Last week, Serbs in northern Kosovo injured around 25 members of NATO’s peacekeeping forces following confrontations in northern Kosovo. Tensions between Serbia and Kosovo have always been high, as Serbia does not acknowledge the latter’s sovereignty. While tensions in Kosovo have been building in recent months, this marks the most violent clash yet. 

The violence erupted in the town of  Zvecan. Prior to the violent outbreak, Kosovo’s police and NATO’s peacekeeping troops were guarding municipal buildings in Zvecan and three other northern Kosovo municipalities, as these areas had just held elections that Serbian protestors boycotted. Serbian President Vucic supported the boycott of the elections emphasizing that the Serbs should not tolerate foreign “occupation.”

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As Serbs boycotted the elections, there was only a 3.5 percent voter turnout; all four municipalities ended up electing mayors from ethnic Albanian parties. Kosovo’s Prime Minister argued that this low turnout was due to “the threatening campaign orchestrated by Belgrade… and blackmail by criminal groups.”

It’s believed that protestors were backed by Belgrade and they refused to accept the election results. Vucic voiced support for the protestors, stating that they were conducting “a peaceful political uprising” in response to injustices from “their occupiers.”

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After the elections, protestors tried to stop the elected officials from going inside the municipal buildings. After Serbian protestors began to attack NATO troops and Kosovo police forces, NATO troops had to use tear gas and stun grenades to stop the protestors from violently attacking them. The protestors “responded by throwing rocks and other hard objects at them.” 

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In a statement, NATO described how: “Several soldiers of the Italian and Hungarian KFOR [NATO-led peacekeeping Kosovo Force] contingent were the subject of unprovoked attacks and sustained trauma wounds with fractures and burns due to the explosion of incendiary devices.”

Protestors also sprayed nationalist slogans and symbols on Kosovo police cars.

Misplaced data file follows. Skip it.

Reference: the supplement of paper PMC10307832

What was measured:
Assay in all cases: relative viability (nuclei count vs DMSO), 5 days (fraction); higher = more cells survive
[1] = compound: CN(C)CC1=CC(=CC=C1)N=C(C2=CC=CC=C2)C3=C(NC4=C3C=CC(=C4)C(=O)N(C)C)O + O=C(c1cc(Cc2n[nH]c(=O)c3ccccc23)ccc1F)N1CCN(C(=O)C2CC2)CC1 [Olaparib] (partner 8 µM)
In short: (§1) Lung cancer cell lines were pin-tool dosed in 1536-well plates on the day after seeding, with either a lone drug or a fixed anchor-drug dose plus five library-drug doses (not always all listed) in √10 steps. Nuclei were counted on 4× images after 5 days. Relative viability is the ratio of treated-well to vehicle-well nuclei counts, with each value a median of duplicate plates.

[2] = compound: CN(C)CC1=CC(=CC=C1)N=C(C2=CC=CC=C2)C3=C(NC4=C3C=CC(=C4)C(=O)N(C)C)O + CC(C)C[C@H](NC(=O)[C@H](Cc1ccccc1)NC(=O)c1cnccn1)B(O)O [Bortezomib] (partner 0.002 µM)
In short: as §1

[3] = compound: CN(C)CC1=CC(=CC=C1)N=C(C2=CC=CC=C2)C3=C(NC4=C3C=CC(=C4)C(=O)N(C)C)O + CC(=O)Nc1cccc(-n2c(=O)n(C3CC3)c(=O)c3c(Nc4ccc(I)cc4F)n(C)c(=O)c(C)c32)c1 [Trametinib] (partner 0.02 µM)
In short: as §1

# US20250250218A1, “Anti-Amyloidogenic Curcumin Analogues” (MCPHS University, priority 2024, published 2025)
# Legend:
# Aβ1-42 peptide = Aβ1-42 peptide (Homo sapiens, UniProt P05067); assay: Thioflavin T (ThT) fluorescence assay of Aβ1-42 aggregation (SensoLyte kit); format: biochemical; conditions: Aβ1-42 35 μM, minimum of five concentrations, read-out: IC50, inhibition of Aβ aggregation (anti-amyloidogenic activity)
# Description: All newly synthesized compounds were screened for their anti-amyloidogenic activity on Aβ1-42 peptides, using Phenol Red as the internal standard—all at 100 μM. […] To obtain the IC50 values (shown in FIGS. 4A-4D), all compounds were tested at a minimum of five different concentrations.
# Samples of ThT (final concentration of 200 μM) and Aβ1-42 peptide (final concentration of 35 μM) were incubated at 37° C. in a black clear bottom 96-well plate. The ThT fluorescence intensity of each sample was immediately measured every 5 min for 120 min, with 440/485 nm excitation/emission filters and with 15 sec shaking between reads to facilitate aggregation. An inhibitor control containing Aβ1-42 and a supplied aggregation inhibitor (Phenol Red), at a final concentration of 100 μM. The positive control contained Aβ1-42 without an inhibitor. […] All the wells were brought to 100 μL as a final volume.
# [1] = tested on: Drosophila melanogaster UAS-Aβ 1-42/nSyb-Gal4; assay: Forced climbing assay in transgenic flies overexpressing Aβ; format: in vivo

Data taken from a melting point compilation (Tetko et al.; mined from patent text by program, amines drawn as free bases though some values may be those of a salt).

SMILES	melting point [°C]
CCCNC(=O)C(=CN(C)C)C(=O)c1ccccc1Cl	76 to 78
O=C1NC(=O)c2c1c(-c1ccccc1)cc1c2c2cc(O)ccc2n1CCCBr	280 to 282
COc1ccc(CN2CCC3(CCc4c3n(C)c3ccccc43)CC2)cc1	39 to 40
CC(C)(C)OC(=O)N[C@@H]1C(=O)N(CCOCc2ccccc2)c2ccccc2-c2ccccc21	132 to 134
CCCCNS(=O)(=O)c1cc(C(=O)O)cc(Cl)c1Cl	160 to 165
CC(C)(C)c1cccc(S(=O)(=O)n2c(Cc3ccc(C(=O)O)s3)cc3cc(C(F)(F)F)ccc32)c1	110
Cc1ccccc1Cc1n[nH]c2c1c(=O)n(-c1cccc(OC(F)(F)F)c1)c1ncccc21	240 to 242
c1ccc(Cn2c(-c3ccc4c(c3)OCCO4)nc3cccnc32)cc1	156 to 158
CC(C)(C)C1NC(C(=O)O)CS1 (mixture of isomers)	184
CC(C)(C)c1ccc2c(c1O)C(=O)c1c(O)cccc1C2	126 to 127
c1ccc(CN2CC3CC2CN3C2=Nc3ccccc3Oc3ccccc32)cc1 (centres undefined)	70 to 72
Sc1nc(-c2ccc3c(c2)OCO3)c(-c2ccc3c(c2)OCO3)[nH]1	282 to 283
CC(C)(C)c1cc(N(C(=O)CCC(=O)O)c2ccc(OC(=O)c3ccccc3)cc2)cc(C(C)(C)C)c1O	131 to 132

Serbian President Aleksandr Vucic stated: “The consequences (of the clashes) are big and grave and the sole culprit is (Kosovo Prime Minister) Albin Kurti… I beg the international community to make sure Albin Kurti sees reason.” 

Vucic claimed that 54 Serbs have been injured and has since placed Serbia’s army on “high alert” and held a meeting with his National Security Council to determine a strategy “aimed at strengthening Serbia’s defense capabilities.”

After France and Germany suggested holding new elections in the four municipalities to ease tensions, the President of Kosovo said on Thursday that she is “ready to consider that possibility.”

The US accused Kosovo of escalation, and the US Ambassador said: “Actions taken by the government of Kosovo... have created this crisis atmosphere in the north.” 

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This was followed by French President Macron who also accused Kosovo officials of escalating the crisis. 

NATO chief Jens Stolenberg emphasized that “Pristina must de-escalate and not take unilateral, destabilizing steps.” As a result, the United States canceled Kosovo's participation in ongoing NATO exercise “Defender Europe 23.” 

Western “balancing” statements are a dream come true for Belgrade and Moscow. 

Kremlin spokesperson Dmitry Peskov said that Moscow “absolutely, unconditionally supports Serbia.”